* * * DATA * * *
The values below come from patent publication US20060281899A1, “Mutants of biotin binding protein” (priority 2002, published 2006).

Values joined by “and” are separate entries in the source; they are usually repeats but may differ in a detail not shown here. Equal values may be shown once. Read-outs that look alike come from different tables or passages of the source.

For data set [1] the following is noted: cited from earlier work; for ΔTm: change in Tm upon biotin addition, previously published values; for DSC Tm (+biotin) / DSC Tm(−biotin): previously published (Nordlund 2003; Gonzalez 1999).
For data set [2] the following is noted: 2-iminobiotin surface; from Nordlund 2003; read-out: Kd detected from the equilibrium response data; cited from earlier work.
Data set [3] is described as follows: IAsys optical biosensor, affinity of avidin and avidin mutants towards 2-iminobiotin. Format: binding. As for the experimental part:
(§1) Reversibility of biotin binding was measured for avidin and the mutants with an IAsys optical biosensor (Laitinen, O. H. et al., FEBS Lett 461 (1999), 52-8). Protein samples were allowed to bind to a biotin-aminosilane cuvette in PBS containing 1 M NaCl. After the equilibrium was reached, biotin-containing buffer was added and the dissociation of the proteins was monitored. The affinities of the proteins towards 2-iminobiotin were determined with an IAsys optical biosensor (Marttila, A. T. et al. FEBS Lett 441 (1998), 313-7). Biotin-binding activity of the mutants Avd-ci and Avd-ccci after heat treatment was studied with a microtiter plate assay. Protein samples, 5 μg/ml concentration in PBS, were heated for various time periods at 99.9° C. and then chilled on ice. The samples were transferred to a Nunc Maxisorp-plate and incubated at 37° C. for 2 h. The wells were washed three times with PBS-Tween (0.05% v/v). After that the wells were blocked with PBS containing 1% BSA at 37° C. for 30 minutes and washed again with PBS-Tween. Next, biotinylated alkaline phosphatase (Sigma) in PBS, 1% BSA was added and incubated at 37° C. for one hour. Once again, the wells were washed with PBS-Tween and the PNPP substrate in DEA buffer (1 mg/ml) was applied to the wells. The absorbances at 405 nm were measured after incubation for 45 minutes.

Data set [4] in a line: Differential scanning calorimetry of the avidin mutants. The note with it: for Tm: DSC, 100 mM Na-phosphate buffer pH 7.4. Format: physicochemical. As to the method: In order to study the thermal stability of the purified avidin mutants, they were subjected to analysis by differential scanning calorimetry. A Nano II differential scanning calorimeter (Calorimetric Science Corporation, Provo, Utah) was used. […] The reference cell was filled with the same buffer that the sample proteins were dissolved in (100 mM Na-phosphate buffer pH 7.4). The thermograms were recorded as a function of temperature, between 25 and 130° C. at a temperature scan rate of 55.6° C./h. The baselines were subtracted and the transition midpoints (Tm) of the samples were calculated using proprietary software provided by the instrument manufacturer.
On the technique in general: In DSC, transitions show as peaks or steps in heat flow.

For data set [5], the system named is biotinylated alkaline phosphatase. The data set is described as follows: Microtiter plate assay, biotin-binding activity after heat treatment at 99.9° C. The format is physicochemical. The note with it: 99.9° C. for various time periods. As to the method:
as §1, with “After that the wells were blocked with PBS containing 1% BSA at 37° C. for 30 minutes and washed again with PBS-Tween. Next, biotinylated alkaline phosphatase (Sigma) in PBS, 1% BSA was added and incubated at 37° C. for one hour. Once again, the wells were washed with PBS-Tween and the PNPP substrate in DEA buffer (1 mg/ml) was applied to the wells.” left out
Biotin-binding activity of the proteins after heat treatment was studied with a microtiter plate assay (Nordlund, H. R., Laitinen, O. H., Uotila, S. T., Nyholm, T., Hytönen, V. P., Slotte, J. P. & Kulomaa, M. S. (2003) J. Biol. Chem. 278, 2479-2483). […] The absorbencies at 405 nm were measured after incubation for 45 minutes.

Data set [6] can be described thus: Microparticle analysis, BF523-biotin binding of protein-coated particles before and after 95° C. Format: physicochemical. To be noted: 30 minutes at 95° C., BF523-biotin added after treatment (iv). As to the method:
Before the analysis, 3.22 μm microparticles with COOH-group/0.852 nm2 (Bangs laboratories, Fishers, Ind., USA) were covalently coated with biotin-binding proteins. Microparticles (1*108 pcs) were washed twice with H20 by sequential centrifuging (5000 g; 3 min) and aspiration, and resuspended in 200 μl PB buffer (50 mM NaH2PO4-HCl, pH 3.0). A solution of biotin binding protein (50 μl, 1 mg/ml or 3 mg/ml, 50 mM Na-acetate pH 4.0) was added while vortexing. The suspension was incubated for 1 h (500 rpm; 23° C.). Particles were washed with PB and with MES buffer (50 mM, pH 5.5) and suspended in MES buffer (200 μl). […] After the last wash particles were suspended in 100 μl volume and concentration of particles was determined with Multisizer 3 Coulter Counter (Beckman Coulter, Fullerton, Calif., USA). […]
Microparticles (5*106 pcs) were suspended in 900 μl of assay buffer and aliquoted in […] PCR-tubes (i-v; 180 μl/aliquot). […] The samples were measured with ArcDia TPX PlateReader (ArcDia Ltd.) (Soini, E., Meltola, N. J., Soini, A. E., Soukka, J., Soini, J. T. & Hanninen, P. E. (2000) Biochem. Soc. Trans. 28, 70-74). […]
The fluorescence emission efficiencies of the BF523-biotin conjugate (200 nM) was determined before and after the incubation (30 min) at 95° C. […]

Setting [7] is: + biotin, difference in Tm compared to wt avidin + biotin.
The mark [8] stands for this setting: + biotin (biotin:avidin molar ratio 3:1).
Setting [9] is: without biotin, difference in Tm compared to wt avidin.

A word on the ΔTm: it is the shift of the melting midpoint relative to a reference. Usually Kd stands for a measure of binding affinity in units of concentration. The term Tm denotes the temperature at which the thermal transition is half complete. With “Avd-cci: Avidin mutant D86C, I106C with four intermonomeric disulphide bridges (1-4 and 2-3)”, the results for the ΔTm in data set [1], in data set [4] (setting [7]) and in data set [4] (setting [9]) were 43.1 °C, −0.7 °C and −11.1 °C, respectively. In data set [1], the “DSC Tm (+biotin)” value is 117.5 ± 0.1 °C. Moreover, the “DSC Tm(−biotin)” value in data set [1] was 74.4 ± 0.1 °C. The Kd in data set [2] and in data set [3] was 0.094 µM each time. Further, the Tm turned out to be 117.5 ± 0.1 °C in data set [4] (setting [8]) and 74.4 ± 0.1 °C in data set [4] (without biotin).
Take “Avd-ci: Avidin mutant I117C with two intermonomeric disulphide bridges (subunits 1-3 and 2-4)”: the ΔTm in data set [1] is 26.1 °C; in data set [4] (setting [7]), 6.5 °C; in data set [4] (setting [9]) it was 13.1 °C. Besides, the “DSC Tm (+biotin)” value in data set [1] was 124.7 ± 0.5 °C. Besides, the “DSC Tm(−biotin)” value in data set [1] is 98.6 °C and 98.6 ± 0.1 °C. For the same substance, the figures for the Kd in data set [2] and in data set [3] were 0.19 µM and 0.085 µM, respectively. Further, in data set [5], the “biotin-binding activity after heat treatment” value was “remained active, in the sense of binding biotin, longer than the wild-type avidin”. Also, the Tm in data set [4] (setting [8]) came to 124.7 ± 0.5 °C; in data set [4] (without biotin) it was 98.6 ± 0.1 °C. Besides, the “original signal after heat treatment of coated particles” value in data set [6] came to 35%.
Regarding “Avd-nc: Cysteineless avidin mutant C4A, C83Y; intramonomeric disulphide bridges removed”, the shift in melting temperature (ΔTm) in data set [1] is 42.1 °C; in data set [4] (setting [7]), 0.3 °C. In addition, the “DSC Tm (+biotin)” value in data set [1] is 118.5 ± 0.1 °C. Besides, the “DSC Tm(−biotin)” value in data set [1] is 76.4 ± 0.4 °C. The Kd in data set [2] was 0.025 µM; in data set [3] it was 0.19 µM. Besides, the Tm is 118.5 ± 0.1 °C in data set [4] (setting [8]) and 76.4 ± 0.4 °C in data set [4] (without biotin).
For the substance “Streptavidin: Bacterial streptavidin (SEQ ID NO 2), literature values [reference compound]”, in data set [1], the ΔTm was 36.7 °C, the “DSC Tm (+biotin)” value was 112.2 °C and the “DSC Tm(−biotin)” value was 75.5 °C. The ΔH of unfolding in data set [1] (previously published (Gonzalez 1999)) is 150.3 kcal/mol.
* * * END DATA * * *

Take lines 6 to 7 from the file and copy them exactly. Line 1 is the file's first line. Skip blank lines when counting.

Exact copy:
(§1) Reversibility of biotin binding was measured for avidin and the mutants with an IAsys optical biosensor (Laitinen, O. H. et al., FEBS Lett 461 (1999), 52-8). Protein samples were allowed to bind to a biotin-aminosilane cuvette in PBS containing 1 M NaCl. After the equilibrium was reached, biotin-containing buffer was added and the dissociation of the proteins was monitored. The affinities of the proteins towards 2-iminobiotin were determined with an IAsys optical biosensor (Marttila, A. T. et al. FEBS Lett 441 (1998), 313-7). Biotin-binding activity of the mutants Avd-ci and Avd-ccci after heat treatment was studied with a microtiter plate assay. Protein samples, 5 μg/ml concentration in PBS, were heated for various time periods at 99.9° C. and then chilled on ice. The samples were transferred to a Nunc Maxisorp-plate and incubated at 37° C. for 2 h. The wells were washed three times with PBS-Tween (0.05% v/v). After that the wells were blocked with PBS containing 1% BSA at 37° C. for 30 minutes and washed again with PBS-Tween. Next, biotinylated alkaline phosphatase (Sigma) in PBS, 1% BSA was added and incubated at 37° C. for one hour. Once again, the wells were washed with PBS-Tween and the PNPP substrate in DEA buffer (1 mg/ml) was applied to the wells. The absorbances at 405 nm were measured after incubation for 45 minutes.

Data set [4] in a line: Differential scanning calorimetry of the avidin mutants. The note with it: for Tm: DSC, 100 mM Na-phosphate buffer pH 7.4. Format: physicochemical. As to the method: In order to study the thermal stability of the purified avidin mutants, they were subjected to analysis by differential scanning calorimetry. A Nano II differential scanning calorimeter (Calorimetric Science Corporation, Provo, Utah) was used. […] The reference cell was filled with the same buffer that the sample proteins were dissolved in (100 mM Na-phosphate buffer pH 7.4). The thermograms were recorded as a function of temperature, between 25 and 130° C. at a temperature scan rate of 55.6° C./h. The baselines were subtracted and the transition midpoints (Tm) of the samples were calculated using proprietary software provided by the instrument manufacturer.